- overseeing the implementation of the ‘COVID-ready Workplace Plan’ which is required to be developed prior to the business reopening;
- adherence by the business of the standards of hygiene, health and safety protocols relating to COVID19 at the workplace.
The compliance officer may be an employee or other suitable person and must be appointed /assigned, in writing. The compliance officer must ensure the physical distancing requirements and hygiene requirements mentioned in the COVID-19 Regulations as well as any applicable directions are adhered to.
Retail stores and institutions are specifically required to designate a compliance officer to ensure that safety controls are strictly adhered to and display the name of the compliance officer prominently in the store or institution in a visible area.
CAN EMPLOYEES WORK AT OUR BUSINESS PREMISES DURING ALERT LEVEL 1?
While the Lockdown Regulations encourage all persons who are able to work from home to do so it also allows for persons who are permitted to work during Alert Level 2 to travel between work and home for work purposes however this is subject to:
- strict compliance with health protocols and social distancing measures;
- the return to work being phased-in in order to get the workplace ‘COVID-19 ready’; and
- the return to work being done in a manner that avoids and reduces the risk of infection.
The employer will also need to consider whether any of its employees are above the age of 60 and/or suffer from any comorbidities in determining whether or not an employee can reasonably work from home or not.
The employer must implement the phased return of its employees to work in accordance with its workplace plan.
DO EMPLOYEES NEED TO BE ISSUED WITH PERMITS TO TRAVEL BETWEEN WORK AND HOME?
No, the Lockdown Regulations do not require employers to issue employees with any permits or letters in order to travel between work and home except if the employee is required to travel or work during curfew hours.
If an employee is required to travel or work during curfew hours then his/her employer must issue him/her a permit which corresponds with Form 7 in Annexure A of the Lockdown Regulations. The employee should also carry his/her official personal identification document (ID document, passport or other official photo ID).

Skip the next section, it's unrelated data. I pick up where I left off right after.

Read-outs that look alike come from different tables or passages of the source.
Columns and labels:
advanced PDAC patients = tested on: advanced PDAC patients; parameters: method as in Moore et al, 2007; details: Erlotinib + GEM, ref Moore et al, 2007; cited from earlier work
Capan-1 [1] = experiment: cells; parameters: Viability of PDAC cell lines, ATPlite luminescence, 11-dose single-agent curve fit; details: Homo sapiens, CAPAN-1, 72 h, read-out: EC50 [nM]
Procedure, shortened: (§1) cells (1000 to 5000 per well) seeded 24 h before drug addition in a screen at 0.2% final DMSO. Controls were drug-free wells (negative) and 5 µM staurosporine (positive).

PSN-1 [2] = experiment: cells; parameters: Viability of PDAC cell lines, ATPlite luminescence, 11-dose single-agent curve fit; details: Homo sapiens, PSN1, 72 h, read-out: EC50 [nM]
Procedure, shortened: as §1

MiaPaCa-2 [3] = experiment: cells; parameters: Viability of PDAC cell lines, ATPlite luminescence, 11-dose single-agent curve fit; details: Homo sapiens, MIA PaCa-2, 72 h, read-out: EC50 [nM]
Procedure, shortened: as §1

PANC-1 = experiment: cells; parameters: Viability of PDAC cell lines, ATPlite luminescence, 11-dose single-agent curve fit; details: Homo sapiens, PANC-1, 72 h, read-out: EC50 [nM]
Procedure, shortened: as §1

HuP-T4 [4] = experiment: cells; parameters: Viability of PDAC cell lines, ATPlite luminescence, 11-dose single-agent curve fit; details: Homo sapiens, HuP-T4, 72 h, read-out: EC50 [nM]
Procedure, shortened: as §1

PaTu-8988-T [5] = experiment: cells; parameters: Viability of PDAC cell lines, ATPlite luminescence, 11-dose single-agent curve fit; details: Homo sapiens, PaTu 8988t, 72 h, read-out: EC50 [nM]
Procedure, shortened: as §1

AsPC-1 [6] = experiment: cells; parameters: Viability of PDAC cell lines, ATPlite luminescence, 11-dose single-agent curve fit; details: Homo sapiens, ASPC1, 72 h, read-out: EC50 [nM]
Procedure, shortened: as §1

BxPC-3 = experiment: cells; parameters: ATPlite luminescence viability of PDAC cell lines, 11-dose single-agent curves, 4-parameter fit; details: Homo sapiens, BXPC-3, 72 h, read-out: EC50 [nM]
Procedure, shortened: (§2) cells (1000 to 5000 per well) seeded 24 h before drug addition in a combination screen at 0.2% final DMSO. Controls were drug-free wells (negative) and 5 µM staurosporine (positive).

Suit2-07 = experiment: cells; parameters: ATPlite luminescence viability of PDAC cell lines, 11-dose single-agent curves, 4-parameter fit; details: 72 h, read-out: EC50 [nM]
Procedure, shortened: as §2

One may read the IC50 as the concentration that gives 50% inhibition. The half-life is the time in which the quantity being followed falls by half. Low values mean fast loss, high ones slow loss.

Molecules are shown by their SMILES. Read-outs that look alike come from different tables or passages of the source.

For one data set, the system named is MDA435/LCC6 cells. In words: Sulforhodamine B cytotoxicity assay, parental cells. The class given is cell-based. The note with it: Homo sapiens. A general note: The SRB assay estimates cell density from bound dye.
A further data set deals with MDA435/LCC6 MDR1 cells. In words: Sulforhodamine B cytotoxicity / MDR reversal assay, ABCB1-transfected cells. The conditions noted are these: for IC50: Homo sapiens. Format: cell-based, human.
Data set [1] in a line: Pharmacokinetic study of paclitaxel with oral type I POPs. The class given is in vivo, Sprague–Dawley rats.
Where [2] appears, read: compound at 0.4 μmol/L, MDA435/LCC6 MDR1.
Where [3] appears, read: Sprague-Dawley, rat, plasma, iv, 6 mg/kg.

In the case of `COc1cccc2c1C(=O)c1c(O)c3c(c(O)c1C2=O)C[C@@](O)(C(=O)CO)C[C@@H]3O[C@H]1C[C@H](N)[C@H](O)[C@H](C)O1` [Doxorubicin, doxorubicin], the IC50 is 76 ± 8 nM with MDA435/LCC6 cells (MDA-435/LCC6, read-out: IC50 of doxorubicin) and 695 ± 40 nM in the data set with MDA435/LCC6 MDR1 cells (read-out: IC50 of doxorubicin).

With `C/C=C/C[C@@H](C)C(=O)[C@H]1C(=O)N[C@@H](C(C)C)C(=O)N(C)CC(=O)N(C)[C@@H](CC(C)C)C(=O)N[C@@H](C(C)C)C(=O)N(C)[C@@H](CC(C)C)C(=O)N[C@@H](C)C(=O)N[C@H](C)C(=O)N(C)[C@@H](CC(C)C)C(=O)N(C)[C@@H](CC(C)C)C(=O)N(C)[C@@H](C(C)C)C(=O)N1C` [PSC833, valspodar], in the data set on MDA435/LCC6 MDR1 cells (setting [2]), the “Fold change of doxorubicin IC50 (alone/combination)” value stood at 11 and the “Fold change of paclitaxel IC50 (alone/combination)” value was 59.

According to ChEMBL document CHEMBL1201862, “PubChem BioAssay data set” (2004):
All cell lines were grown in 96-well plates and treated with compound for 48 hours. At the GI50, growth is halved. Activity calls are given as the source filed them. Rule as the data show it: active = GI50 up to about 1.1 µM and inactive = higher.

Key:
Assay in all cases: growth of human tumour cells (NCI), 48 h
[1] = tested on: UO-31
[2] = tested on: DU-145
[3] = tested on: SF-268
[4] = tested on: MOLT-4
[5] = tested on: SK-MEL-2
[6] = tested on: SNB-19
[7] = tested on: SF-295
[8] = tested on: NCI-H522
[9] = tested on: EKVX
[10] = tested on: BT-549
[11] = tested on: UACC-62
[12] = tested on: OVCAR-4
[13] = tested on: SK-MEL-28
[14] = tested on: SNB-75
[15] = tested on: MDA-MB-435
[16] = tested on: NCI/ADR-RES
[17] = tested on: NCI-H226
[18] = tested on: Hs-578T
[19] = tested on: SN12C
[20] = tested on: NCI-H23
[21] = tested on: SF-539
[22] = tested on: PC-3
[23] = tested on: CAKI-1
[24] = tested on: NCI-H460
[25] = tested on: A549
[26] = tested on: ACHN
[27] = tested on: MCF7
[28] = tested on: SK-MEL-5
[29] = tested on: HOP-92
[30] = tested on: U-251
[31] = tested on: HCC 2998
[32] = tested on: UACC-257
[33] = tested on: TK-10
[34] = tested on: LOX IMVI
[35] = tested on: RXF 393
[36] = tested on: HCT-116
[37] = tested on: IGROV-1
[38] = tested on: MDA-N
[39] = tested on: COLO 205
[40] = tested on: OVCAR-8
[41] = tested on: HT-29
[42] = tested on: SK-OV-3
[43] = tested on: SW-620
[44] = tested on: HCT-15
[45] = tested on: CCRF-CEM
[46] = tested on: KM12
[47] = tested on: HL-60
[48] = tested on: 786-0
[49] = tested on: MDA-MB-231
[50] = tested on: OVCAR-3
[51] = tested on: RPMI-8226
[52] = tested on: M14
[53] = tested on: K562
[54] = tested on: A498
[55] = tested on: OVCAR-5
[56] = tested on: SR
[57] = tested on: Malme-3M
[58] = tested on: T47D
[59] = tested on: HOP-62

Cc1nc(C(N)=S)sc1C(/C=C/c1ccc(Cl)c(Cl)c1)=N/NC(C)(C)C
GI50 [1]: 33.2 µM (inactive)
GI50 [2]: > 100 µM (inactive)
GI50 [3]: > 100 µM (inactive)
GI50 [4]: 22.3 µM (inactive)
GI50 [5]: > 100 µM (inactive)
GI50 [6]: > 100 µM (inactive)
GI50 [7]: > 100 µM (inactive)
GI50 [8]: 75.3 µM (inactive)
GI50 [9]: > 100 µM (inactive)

IF THE OWNER HAS FACILITIES FOR HOSTING GATHERINGS, WHAT ARE THE REQUIREMENTS THEY SHOULD COMPLY WITH ?
An owner or operator of any indoor or outdoor facility where gatherings are held must display the certificate of occupancy which sets out the maximum number of persons the facility may hold.
Compliance requirements at gatherings for the owners and attendees to limit exposure to COVID-19 during Alert Level 1.
ARE THERE CURFEW RESTRICTIONS APPLICABLE TO EMPLOYEES WHO ARE PERMITTED TO WORK DURING ALERT LEVEL 1
A curfew has been implemented during Alert Level 1 which means that every person must remain in his or her place of residence from 00H01 until 04H00 daily. However, the regulations allow employees who have been granted a permit, which corresponds with Form 7 of Annexure A, to perform a service permitted under Alert Level 1 to leave their home to attend to their work requirements.
Part II: Workplace health and safety
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WHAT IS THE MINIMUM I NEED TO DO TO COMPLY?
Businesses strongly discouraged from applying a “tick-box” exercise to comply with COVID-19 health and safety requirements. While the Lockdown Regulations and directions issued thereunder may provide some minimum requirements that must be complied with we urge all businesses to go beyond the minimum requirements and use their best efforts to minimise the spread of COVID-19. Each business can make a real difference in reducing the spread of COVID-19 by going beyond regulatory compliance.